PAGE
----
The sedation dentist will talk with the patient throughout the dental care procedure and the individual will be able to respond without any problem. This is a major advantage, and a safety feature, of conscious sedation using laughing gas.
If, at any time during the procedure, the patient feels that they are getting too much nitrous oxide or if they begin to feel uncomfortable, they should tell the dentist immediately and within seconds the dentist can adjust the flow of gases, and the patient will feel more comfortable again.
At the conclusion of the sedation dentistry treatment, the patient will once again receive 100% oxygen (for a minimum of three to five minutes). At the end of this time, the person should feel absolutely back to normal. If they still feel even a little bit sedated, the dentist should give the patient oxygen for a few more minutes.
Most dentists permit the fully-recovered laughing gas patient to leave the dental office unescorted and to resume their normal activities. In some situations where a patient recovers more slowly, they might be required to have an escort (friend or relative) drive them home.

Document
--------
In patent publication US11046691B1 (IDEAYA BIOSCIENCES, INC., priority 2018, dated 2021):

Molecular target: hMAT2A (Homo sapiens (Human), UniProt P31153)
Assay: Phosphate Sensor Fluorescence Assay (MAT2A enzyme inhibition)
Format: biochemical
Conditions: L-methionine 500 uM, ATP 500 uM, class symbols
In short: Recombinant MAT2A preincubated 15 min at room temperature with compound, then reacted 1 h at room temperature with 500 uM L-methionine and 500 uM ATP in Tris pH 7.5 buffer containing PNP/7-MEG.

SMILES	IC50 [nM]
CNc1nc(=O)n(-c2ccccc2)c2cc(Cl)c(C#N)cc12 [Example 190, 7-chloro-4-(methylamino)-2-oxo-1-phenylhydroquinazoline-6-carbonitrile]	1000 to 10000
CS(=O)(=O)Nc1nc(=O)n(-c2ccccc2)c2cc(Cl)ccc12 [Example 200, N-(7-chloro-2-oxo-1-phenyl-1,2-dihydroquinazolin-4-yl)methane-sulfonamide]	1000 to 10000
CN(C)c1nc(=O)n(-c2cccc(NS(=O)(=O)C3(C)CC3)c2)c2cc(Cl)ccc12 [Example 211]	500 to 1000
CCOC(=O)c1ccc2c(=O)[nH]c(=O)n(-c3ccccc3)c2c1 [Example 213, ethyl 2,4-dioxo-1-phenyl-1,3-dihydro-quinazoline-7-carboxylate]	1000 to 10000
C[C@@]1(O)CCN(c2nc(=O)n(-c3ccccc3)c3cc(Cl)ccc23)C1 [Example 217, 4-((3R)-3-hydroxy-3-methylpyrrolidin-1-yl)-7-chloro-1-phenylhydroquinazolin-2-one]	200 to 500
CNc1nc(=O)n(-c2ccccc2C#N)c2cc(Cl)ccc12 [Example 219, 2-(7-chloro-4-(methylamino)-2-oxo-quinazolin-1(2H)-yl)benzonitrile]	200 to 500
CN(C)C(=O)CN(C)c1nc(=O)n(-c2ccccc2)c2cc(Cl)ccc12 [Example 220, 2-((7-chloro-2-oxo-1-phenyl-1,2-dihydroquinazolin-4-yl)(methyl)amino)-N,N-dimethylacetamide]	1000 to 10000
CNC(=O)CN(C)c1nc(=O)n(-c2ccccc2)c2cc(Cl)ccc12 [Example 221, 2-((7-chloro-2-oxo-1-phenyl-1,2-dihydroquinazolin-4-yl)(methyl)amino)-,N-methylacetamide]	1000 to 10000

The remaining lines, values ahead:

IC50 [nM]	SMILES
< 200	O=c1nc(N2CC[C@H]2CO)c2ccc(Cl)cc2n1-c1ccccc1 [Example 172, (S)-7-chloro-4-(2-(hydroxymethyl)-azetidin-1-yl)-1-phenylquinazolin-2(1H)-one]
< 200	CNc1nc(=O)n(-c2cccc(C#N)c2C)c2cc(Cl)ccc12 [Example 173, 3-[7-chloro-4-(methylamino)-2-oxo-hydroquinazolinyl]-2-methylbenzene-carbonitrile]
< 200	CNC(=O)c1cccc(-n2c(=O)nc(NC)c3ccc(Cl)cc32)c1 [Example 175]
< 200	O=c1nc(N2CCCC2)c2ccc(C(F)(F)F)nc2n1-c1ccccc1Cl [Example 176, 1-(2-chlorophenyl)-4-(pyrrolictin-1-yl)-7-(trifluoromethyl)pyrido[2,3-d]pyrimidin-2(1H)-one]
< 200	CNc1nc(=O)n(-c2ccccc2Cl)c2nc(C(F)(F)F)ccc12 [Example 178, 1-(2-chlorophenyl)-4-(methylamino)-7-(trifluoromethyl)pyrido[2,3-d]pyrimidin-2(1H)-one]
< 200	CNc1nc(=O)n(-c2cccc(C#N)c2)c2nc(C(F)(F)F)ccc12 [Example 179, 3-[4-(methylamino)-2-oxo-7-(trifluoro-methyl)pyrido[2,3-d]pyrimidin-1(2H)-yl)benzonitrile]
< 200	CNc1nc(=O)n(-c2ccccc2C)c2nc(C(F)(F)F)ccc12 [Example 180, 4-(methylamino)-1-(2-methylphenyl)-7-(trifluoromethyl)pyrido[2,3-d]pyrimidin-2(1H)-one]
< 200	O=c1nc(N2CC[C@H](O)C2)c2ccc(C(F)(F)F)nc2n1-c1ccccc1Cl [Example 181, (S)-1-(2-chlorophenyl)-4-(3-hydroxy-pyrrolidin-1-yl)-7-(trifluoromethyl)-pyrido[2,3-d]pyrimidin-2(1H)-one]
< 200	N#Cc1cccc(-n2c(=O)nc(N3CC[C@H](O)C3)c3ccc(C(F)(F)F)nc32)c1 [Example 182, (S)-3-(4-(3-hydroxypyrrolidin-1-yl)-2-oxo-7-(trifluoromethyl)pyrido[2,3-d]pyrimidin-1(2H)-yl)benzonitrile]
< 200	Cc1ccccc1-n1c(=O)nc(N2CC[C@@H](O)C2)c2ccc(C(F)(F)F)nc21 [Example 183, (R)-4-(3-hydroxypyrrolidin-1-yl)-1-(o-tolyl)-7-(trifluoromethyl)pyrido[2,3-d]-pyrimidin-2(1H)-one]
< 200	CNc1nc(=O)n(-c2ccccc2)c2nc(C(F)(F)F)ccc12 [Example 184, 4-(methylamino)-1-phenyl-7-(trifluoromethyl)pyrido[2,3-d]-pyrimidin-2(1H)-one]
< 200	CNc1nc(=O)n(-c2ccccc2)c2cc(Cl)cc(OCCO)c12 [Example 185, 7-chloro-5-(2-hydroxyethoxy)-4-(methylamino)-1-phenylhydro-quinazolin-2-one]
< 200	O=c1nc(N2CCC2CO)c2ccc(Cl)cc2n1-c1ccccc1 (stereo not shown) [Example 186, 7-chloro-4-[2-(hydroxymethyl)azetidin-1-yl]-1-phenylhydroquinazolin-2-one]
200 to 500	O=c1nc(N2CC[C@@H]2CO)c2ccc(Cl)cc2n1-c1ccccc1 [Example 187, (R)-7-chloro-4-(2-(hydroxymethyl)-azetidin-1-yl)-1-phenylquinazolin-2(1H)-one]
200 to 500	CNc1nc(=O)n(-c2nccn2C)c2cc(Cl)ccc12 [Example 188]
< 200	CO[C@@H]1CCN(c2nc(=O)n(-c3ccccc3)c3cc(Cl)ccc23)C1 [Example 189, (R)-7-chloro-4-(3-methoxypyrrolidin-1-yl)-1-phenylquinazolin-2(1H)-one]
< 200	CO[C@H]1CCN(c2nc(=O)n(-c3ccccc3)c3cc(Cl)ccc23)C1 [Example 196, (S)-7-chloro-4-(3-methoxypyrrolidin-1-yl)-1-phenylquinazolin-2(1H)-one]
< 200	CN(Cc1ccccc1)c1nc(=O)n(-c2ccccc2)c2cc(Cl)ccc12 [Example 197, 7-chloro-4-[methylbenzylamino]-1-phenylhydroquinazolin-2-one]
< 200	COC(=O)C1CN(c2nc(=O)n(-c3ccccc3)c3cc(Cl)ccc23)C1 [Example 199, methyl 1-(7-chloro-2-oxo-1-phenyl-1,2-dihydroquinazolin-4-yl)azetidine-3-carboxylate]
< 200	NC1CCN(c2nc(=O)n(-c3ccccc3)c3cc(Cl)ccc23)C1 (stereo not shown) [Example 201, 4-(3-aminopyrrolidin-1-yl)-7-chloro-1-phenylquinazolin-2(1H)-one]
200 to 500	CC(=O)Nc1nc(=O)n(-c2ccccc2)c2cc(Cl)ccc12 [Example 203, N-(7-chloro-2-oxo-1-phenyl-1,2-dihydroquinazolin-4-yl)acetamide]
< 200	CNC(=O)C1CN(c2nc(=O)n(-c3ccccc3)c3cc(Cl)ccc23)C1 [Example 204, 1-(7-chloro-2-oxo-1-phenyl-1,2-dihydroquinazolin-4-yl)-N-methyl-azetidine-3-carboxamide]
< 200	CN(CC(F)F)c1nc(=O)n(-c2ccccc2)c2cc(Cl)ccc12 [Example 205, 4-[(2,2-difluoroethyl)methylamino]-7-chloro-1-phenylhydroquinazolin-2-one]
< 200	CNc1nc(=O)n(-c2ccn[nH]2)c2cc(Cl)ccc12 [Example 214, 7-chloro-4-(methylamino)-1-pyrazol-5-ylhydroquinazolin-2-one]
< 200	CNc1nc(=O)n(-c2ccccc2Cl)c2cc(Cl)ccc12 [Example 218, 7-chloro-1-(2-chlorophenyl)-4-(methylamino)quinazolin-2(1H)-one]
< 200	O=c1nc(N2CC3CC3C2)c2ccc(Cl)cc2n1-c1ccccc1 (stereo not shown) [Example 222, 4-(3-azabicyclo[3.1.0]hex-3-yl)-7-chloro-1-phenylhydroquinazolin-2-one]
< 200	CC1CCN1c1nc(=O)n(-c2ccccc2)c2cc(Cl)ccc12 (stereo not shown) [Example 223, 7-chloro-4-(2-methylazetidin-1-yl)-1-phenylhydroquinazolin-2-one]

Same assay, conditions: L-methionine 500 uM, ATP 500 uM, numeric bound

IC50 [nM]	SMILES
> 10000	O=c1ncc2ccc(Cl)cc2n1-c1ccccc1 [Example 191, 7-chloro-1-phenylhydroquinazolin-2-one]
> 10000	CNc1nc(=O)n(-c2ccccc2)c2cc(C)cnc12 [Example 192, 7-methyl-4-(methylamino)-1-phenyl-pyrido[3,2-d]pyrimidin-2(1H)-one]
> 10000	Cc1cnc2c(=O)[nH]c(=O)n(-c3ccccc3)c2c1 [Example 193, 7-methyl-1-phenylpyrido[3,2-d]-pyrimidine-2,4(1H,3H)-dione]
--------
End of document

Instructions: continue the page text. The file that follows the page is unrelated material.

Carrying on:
Laughing gas inhalation sedation is highly effective in the management of mild to moderate levels of dental anxiety. It also is an excellent technique in persons who are extreme gaggers; laughing gas usually eliminates or minimizes gagging in most patients.
Finally, laughing gas is highly recommended for apprehensive patients who have medical problems such as angina pectoris, persons who have had a heart attack, or persons with high blood pressure, asthma or epilepsy.
Inhalation sedation dentistry should not be used with persons who are claustrophobic or with persons who are unable to breathe through their nose. Please discuss these with your dentist before treatment using laughing gas begins.
By Stanley F. Malamed, DDS
Many patients face their dental appointment with a degree of anxiety. Research has shown that the largest cause of this fear is the fear of pain ... the fear that at some time during their dental care treatment they are going to be hurt.